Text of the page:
My husband came in to tell me he’d killed it. I had to go see.
By the side of the house, on the path between the front door and the side gate in the adobe wall that surrounds the pond, I found it. A western rattlesnake was still slowly coiling and uncoiling, but it was dead, its head crushed by a blow from a two-by-four. (Don’t ever touch a freshly killed rattlesnake. It can deliver a reflex bite for up to an hour.)
How sad. If it had been well away from the house and shop, I would have enjoyed seeing it. I like snakes, even rattlesnakes, but an ambush predator that might inject you with venom if you surprise it can’t be allowed to stay where people walk all the time.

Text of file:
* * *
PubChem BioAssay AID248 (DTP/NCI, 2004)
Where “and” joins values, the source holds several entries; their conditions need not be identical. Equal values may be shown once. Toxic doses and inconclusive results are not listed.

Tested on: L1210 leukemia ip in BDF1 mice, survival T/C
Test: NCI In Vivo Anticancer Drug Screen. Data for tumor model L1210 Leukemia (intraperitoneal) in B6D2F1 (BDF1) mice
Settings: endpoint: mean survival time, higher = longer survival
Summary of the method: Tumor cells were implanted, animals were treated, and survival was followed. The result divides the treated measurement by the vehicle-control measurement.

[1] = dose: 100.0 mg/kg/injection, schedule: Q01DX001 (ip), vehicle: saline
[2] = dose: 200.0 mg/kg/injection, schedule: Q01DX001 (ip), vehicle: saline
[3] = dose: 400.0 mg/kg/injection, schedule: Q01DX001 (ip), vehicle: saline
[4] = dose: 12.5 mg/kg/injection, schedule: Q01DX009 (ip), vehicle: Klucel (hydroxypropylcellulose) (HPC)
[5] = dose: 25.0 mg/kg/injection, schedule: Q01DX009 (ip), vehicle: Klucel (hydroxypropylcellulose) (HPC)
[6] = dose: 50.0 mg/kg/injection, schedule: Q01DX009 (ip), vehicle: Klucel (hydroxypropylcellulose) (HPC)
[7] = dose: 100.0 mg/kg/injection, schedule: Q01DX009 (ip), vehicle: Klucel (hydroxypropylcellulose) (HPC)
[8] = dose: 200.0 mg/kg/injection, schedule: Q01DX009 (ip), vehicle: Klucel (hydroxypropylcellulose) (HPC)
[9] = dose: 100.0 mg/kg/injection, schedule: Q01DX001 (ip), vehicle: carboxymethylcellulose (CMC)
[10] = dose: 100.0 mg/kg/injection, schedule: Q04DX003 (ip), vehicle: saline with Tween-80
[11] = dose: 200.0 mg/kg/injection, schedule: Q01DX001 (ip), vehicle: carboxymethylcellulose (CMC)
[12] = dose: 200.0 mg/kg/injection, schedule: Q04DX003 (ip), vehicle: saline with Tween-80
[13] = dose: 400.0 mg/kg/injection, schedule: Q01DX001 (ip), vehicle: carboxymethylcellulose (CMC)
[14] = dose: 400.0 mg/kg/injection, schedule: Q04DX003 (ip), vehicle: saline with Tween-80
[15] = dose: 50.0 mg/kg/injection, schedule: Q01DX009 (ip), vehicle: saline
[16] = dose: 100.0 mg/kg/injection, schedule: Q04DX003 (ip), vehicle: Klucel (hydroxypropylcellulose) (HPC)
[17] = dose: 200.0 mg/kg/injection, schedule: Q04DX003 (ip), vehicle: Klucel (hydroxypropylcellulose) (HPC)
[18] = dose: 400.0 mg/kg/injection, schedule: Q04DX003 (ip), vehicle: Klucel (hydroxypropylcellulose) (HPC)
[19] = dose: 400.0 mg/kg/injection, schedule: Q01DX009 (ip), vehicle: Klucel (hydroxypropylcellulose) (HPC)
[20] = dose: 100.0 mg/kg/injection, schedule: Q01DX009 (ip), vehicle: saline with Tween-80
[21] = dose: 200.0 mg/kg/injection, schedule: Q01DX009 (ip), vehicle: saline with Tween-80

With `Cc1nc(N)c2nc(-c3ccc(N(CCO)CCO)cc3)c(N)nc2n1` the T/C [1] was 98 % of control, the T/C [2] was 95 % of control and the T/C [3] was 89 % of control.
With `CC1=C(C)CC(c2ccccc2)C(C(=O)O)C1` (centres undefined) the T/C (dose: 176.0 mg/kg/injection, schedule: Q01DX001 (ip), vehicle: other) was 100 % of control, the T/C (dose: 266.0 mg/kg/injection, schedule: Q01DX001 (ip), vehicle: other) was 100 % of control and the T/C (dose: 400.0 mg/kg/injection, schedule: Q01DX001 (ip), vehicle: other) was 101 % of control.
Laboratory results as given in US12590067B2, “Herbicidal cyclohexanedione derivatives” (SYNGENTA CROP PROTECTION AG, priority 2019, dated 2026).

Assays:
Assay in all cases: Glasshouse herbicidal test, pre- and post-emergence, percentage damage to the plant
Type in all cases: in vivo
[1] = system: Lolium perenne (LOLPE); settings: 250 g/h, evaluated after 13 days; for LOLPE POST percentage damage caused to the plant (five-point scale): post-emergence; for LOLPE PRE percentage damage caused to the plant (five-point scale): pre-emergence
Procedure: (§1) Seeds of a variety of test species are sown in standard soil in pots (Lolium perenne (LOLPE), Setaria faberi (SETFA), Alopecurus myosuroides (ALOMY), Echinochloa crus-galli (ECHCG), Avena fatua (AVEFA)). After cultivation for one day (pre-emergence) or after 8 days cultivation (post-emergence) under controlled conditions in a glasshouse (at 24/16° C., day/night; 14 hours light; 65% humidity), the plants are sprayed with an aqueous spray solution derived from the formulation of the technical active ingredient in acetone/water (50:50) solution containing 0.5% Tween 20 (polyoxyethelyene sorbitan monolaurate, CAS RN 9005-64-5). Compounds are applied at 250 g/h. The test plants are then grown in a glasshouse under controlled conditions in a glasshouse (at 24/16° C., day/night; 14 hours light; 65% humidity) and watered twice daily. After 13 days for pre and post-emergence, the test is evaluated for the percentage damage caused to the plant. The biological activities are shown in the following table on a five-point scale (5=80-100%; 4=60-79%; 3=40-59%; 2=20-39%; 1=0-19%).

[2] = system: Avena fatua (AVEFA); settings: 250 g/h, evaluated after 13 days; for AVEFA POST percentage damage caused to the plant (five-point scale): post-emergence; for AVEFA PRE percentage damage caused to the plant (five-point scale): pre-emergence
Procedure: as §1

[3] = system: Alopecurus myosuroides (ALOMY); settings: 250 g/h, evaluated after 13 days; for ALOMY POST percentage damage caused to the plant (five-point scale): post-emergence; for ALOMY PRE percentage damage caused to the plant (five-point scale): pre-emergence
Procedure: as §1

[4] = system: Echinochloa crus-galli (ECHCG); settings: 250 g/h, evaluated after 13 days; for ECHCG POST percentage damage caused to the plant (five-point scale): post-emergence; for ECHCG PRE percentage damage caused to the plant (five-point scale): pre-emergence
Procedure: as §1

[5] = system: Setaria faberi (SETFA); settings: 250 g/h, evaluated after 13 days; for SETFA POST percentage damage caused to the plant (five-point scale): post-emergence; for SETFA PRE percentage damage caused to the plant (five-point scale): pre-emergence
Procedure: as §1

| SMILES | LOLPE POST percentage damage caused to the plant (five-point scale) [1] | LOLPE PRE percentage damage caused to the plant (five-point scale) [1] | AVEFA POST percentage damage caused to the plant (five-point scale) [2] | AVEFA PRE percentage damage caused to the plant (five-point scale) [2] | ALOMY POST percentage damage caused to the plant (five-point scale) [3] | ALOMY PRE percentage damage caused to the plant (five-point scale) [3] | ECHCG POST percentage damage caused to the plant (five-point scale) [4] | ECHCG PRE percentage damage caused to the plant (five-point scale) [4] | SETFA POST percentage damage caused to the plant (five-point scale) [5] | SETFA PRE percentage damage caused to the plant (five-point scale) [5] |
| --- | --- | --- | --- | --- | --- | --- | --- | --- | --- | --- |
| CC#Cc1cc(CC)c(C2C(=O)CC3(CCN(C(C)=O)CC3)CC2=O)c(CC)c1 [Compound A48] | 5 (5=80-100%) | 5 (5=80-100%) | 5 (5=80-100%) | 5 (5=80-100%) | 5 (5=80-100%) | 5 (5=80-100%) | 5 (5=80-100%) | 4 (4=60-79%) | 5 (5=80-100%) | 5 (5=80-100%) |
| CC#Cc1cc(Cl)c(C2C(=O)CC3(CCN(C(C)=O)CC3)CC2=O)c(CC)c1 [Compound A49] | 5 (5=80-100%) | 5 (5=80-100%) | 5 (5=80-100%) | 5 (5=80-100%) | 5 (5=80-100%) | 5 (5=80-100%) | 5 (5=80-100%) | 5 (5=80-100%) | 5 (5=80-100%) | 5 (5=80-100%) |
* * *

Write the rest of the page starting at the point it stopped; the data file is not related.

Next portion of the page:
As much as I appreciate the elegant design and graceful beauty of a rattlesnake, I won’t let it stay too close. I might walk by it safely a hundred times without even noticing it, but when it decides to strike…
How often do we not see the hazard in something before it’s too late?